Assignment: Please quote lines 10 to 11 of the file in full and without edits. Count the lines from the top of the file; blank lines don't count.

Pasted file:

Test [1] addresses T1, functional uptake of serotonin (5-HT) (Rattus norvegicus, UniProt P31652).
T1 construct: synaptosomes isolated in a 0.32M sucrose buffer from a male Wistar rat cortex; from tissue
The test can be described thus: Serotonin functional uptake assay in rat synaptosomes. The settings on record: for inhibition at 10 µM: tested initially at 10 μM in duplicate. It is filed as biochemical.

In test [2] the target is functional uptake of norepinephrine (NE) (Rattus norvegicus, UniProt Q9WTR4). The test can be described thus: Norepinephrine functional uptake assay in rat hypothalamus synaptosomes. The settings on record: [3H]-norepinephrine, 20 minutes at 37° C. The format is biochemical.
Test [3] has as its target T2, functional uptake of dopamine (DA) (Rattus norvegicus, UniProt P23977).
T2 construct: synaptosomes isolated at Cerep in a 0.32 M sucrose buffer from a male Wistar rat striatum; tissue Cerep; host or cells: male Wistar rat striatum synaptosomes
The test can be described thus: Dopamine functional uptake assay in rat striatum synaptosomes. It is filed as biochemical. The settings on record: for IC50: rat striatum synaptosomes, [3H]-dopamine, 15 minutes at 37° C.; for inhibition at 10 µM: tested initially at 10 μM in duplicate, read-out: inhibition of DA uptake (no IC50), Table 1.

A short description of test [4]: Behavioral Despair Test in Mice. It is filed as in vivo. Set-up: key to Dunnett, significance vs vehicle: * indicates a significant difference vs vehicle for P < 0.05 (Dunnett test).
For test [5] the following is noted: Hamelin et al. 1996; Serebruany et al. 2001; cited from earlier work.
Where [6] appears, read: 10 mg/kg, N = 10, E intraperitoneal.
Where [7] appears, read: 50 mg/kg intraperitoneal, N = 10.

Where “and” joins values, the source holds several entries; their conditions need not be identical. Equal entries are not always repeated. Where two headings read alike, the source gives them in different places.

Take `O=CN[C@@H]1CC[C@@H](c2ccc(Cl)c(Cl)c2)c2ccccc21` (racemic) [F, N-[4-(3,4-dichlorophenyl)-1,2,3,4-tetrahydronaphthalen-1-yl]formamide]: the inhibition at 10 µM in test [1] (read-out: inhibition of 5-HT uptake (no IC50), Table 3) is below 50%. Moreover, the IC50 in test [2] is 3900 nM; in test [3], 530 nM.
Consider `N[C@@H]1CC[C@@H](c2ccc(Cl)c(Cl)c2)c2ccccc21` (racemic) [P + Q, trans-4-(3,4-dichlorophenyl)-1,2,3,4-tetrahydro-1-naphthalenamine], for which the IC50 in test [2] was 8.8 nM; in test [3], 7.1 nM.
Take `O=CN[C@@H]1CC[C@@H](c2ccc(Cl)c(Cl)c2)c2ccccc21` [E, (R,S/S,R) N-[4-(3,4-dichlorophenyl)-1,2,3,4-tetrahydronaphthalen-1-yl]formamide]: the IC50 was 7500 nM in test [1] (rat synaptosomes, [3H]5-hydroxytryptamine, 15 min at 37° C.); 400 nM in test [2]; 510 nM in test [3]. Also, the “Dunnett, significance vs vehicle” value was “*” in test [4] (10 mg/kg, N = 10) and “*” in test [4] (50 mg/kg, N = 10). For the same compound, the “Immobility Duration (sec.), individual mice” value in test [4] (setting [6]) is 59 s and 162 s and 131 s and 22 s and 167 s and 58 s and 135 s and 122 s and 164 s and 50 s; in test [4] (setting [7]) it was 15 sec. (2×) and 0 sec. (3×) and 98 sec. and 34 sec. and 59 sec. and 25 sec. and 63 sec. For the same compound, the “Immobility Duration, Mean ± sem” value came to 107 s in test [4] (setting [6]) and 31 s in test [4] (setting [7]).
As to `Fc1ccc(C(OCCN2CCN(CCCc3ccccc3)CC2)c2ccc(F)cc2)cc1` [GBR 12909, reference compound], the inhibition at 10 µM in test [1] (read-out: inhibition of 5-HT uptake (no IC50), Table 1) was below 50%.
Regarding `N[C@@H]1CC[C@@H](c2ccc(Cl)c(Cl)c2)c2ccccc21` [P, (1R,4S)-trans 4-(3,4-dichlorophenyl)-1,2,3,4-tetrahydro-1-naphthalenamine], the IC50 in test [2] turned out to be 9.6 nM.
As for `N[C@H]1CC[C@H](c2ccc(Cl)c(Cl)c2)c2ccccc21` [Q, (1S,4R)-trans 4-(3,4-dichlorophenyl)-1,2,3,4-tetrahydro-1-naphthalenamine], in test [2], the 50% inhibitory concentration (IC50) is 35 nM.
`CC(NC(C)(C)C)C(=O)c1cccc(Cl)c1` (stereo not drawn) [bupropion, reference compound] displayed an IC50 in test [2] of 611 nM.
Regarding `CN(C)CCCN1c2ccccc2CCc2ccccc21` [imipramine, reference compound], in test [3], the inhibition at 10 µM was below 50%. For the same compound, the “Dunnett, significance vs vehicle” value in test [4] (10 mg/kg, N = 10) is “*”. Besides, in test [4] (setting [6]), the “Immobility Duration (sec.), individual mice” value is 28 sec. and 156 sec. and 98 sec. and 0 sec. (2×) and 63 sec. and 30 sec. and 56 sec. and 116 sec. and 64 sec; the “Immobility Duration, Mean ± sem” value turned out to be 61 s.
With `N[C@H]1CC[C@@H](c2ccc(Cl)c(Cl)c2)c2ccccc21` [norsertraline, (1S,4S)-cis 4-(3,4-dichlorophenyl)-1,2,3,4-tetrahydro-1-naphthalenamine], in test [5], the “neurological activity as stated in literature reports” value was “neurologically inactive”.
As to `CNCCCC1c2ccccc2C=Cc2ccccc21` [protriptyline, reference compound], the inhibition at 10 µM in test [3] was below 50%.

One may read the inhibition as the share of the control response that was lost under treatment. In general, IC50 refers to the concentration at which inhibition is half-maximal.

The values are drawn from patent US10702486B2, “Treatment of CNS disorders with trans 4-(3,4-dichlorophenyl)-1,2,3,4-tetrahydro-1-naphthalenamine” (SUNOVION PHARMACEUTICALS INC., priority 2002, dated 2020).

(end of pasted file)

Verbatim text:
Where [6] appears, read: 10 mg/kg, N = 10, E intraperitoneal.
Where [7] appears, read: 50 mg/kg intraperitoneal, N = 10.